News / Asia

Aung San Suu Kyi Thanks Britain for Years of Support

Burmese political leader Aung San Suu Kyi takes part in a round table at The London School of Economics and Political Science in London, June, 19, 2012.
Burmese political leader Aung San Suu Kyi takes part in a round table at The London School of Economics and Political Science in London, June, 19, 2012.
VOA News
Burma's opposition leader Aung San Suu Kyi thanked the British people for two and a half decades of support during the start of her visit to Britain Tuesday, on her 67th birthday.

She left the country and her husband and sons there 24 years ago when she returned to Burma to take care of her sick mother.   She spent most of the next 20 years in some form of detention under the military dictatorship in her country.   

The Nobel Peace laureate was greeted with a standing ovation on arrival to the London School of Economics where she addressed a packed auditorium.

She said people like the audience combined with her stubbornness gave her strength to continue.  She also talked of the difficulty of being separated from her husband Michael Aris and their sons Kim and Alexander for 24 years.  

Aung San Suu Kyi was separated from her family for many years after her return to Burma in 1988 because she refused to leave the country for fear that she would not be allowed to return. Her sons were teenagers at the time and her husband died of cancer in 1999 without her at his side.  

She told reporters Tuesday that she is responsible for the choices she made for the sake of Burma.

"I don't justify it. I don't justify it. I think that everybody must accept their responsibility for what they do," said Aung San Suu Kyi. "I accept responsibility for what I did and what I am and so must my sons. They must also accept responsibility for what they are not just put it on the fact that their mother was not there or their father died early, this we could always have all kinds of reasons for being what we are. In the end I think we, each of us, have to accept responsibility for what we are."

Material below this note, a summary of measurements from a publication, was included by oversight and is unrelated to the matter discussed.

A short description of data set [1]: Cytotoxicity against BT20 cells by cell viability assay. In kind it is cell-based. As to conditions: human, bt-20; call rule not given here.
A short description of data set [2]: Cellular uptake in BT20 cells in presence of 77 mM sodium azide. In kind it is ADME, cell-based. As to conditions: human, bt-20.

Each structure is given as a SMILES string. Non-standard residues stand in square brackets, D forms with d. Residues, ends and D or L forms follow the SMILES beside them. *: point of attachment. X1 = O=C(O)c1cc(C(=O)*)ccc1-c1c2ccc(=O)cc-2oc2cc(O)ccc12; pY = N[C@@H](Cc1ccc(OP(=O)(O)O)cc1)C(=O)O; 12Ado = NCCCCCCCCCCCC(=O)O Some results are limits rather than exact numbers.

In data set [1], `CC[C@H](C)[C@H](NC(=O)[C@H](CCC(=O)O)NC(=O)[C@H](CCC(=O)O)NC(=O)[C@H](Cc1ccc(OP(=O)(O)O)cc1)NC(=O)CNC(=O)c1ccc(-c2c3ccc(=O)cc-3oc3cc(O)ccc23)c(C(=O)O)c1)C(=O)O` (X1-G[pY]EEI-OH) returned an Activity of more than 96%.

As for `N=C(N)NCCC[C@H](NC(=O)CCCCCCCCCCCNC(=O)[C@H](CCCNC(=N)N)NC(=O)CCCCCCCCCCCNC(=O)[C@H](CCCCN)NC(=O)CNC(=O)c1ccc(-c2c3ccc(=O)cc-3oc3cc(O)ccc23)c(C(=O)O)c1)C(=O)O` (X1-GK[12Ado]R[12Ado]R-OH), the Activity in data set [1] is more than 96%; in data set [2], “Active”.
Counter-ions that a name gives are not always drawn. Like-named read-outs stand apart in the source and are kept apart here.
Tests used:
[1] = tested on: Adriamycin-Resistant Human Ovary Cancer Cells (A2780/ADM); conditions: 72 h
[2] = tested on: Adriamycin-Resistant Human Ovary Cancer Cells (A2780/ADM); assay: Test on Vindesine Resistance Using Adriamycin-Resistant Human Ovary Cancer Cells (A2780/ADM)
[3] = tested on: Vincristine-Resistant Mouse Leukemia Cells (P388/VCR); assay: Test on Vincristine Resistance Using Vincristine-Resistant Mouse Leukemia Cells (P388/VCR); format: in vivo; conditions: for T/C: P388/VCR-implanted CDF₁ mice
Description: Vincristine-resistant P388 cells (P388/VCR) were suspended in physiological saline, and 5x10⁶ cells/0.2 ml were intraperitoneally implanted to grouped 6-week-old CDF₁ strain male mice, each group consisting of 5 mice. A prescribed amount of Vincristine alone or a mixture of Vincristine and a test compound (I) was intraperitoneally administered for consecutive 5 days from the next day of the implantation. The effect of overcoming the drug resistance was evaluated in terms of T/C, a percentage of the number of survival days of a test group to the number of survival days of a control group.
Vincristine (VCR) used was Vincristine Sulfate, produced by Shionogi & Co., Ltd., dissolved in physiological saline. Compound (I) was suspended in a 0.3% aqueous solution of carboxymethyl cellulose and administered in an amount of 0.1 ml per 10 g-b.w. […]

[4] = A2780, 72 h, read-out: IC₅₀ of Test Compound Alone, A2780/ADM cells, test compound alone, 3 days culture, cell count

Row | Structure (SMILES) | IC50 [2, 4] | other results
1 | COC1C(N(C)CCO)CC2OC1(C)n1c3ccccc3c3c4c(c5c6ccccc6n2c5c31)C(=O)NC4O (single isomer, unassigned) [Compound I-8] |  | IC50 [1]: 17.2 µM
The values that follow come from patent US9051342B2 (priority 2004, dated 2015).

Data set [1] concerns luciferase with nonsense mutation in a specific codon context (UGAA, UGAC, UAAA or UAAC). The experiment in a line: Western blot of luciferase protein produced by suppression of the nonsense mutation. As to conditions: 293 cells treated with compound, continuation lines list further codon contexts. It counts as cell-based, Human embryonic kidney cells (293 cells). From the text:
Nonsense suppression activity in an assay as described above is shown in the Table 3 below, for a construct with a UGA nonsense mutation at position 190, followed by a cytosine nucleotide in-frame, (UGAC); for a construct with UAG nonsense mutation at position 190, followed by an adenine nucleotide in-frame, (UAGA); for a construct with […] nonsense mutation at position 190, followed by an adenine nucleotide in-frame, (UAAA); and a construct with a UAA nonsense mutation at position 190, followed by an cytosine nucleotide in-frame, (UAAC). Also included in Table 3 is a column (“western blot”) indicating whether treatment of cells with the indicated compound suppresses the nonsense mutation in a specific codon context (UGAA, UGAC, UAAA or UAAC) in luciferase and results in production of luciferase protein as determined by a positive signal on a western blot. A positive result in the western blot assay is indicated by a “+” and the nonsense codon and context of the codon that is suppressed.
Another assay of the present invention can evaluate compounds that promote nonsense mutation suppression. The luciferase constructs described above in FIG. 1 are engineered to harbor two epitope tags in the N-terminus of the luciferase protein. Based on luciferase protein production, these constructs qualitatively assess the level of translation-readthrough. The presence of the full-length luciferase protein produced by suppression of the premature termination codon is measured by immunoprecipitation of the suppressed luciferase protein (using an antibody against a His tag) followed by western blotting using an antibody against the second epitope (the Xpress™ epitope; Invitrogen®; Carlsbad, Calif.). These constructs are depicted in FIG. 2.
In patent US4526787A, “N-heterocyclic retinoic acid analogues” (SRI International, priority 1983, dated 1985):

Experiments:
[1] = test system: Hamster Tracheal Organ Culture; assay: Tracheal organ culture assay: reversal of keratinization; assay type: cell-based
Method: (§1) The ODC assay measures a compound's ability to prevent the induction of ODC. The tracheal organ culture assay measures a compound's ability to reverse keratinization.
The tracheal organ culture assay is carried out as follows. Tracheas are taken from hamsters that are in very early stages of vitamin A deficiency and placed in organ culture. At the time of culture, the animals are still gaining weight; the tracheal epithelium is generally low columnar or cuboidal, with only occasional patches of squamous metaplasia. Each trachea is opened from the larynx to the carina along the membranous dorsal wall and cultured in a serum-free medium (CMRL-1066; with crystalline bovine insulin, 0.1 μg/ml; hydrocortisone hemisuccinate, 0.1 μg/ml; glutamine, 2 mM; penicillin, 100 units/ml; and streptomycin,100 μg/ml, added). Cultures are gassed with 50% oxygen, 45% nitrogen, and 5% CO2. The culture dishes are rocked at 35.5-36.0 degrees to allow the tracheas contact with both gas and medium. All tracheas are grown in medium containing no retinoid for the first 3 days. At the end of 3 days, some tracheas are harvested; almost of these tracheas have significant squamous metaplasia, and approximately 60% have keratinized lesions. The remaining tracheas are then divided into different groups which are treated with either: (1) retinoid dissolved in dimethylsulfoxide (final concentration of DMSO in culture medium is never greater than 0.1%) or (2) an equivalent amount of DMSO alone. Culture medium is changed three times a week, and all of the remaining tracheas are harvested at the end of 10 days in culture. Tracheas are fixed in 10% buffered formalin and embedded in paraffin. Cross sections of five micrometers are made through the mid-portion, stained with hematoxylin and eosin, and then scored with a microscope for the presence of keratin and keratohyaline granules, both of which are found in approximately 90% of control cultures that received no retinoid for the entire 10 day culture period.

• Aung San Suu Kyi and British Prime Minister David Cameron walk in the Rose Garden at the Prime Minister's country residence Chequers, near Ellesborough, Buckinghamshire, England, June 22, 2012.
  • Burma's opposition leader makes an address to a joint session of both Houses of Parliament, in Westminster Hall, in London, June 21, 2012.
  • Aung San Suu Kyi, Britain's Prince Charles and Camilla Duchess of Cornwall in the gardens of Clarence House, in London, 21 June 2012
  • Aung San Suu Kyi greets British Prime Minister David Cameron at 10 Downing Street in London, June 21, 2012.
  • Burmese opposition leader leaves through The Great Gate after receiving her honorary degree at Oxford University, in Oxford southern England, June 20, 2012.
  • Aung San Suu Kyi, center, meets with people at a reception in Oxford, England, June 19, 2012.
  • Burma's political leader is given a picture of her father for her birthday at The London School of Economics and Political Science in London, June, 19, 2012.
  • Aung San Suu Kyi accepts the Amnesty International Ambassador of Conscience Award from Amnesty International Secretary-General Salil Shetty (L) and singer Bono (R), Dublin, Ireland, June 18, 2012.
  • From left, Aung San Suu Kyi, Norway's Foreign Minister Jonas Gahr Stoere and Irish singer and activist Bono address the media after attending a conference of the Oslo Forum, Norway, June 18, 2012.
  • Nobel laureate Aung San Suu Kyi (L) meets Naw Star Ri during a meeting with the Burmese community in Bergen, Norway, June 17, 2012.
  • Norway's Foreign Minister Jonas Gahr Store, left, welcomes Burmese opposition leader Aung San Suu Kyi at the Foreign Ministry for a meeting in Oslo, June 17, 2012.
  • Aung San Suu Kyi signs a book at the Nobel Institute after a meeting with the Norwegian Nobel Committee in Oslo, June 16, 2012.
  • Burma's pro-democracy leader Aung San Suu Kyi speaks to a large audience outside Oslo's City Hall, Norway, June 16, 2012.
  • Aung San Suu Kyi, holds her speech during the Peace Nobel Prize lecture at the city hall in Oslo, June 16, 2012. She formally accepts the prize that thrust her into the global limelight two decades ago.